The First Descendant, the proven third-person looter shooter powered by Unreal Engine 5

The First Descendant, the proven third-person looter shooter powered by Unreal Engine 5

The First Descendant

A hundred years ago there were a series of unfortunate events that brought mankind to the brink of extinction. The Vulgus entered our dimension, began to sow death and destruction, and agreed that humans performed better than hamsters as laboratory animals. Seeing as things weren't dramatic enough, the behemoths also appeared, and began to wreak havoc on whatever was left to wreak havoc. It seems that in line there were at least three other alien races ready to eliminate us in the most creative ways in the universe, but given the competition they changed destination. Despite everything, the humans survived and gathered in Albion, a charming place where, between a cocktail and a potato chip, they began to organize the resistance, in view of the final battle. They were joined by some repentant Vulgus, endowed with prodigious technical skills, called Magisters, who gave our species access to very advanced technologies. They formed the Descendants, a group of warriors chosen by the prodigious abilities, direct heirs of the Ancestors, of the legendary figures who seem to be able to finish Freddy Hardest without using cheats.

Guess who is responsible for saving everyone? To find out, we tried The First Descendant, a cooperative third-person looter shooter with role-playing elements from Nexon, developed using the Unreal Engine 5. Let's try to understand its potential.

The heroes

The initial heroes of The First Descendant To test the beta of The First Descendant, the development team gave us an access code to a character of maximum level, the fortieth, and already well supplied in terms of equipment. So we had very powerful weapons and considerable armor. It is right to specify it because some considerations that you will read surely derive from the particular conditions with which we had access to the game. Incidentally, the descendant, as the playable heroes are called, with whom we played is Sharen, a fighter who prefers close-range fights, basically an assassin, with a hyper-technological mechanical body. Her abilities are all related to close combat. So he can become invisible to carry out powerful attacks, has electric swords that inflict enormous damage, can launch shocks that stun enemies and knives that hit multiple targets at the same time (all those visible and within range when using the skill. ).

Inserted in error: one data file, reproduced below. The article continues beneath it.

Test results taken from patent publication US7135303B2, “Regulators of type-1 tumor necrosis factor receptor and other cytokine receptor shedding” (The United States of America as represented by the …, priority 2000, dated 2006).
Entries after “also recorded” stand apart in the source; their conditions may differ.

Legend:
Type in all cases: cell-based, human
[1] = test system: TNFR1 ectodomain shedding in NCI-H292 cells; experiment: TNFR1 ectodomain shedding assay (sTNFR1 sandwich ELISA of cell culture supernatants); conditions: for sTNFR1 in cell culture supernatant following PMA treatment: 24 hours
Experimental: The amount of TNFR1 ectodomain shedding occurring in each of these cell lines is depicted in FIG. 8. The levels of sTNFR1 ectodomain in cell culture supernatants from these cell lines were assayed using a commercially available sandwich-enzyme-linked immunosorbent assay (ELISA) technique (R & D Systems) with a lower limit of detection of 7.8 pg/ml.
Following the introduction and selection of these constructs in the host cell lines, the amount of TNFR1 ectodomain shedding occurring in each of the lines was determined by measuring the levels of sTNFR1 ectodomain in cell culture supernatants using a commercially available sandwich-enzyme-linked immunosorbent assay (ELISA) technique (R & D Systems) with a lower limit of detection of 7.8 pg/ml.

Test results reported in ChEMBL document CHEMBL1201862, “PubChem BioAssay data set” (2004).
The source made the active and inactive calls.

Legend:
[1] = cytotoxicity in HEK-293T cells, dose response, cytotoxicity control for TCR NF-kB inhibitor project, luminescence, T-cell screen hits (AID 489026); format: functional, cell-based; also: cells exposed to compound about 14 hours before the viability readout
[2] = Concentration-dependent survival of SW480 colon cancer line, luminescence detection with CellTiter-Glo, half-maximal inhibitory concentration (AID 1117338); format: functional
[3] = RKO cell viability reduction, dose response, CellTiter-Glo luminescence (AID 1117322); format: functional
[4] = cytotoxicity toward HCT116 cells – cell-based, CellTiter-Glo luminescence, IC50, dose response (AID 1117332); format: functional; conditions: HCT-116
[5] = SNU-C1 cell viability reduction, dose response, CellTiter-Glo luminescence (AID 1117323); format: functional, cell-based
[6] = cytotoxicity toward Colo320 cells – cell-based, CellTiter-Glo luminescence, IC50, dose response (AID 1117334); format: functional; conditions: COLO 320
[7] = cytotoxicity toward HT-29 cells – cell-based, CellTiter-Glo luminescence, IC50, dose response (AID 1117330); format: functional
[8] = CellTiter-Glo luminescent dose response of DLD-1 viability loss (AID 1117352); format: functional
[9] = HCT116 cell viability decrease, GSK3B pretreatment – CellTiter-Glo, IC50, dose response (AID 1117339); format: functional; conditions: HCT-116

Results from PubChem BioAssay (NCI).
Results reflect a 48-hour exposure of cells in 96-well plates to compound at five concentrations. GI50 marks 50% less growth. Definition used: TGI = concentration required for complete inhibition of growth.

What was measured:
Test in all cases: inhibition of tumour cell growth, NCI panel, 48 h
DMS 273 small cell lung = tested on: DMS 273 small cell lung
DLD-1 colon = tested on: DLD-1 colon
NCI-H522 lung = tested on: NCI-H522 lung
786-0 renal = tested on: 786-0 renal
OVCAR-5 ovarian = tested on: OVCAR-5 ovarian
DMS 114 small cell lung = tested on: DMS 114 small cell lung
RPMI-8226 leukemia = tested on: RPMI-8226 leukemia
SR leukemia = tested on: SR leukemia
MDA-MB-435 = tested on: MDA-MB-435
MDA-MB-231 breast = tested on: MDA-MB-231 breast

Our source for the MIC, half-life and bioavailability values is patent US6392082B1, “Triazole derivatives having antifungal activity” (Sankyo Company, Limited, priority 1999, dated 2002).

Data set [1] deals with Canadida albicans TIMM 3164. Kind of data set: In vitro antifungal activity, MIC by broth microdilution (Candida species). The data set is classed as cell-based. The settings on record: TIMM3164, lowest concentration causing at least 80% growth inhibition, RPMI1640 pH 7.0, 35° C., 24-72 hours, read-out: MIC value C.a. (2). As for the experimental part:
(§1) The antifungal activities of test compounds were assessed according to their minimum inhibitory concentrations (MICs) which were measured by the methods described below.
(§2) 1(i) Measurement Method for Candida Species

Of course he can also use the normal weapons that are on the battlefield or that can be purchased from traders in the hub area, the initial one where the heroes gather and decide what to do, whether to leave on a mission from alone or cooperating with someone, but not before shopping in what appears to be a large futuristic mall.

As you may have guessed from Sharen's description, The First Descendant is a hero-based game, meaning it allows to select one of ten (actually 9 + 1, considering the Lepic variant) strongly characterized characters, all with unique abilities and a personal story. In this sense, however, do not expect the variety of an Overwatch, because here the developers have chosen a somewhat more uniform approach from a stylistic point of view. In fact, looking at them all together, the heroes look like a group of models, they are so flawless and uniform in appearance. We'll see if there will be more customization options in the final version. But now let's stop the chatter and let's start playing.

Shoot, Collect Loot, Shoot

Shoot a lot in the game In terms of gameplay The First Descendant looks like a fairly traditional title. As mentioned, in the hub area you can manage all the general aspects of our character and make the necessary purchases. So you can select a mission and go on an adventure, alone or in company. The first area that can be visited did not give us major problems. Having a high-level character with legendary weapons, we melted enemies like fire melts butter. In terms of shootings, Nexon's title certainly offers some interesting elements, which will however have to be checked in the final version of the game. Sharen's personality did not emerge that much, especially due to the fact that we did not feel any need to use her as a killer, as the imbalance of forces on the field was evident (in our favor). We tested her abilities, but in general it seemed to us that she pays a lot more for the direct approach than the playing up, at least under the given conditions. In the following areas she did not go much differently, despite a few more difficulties. After all, the game structure seems to be specifically designed to chain the shootings, rather than to give the player the space to explore or meditate.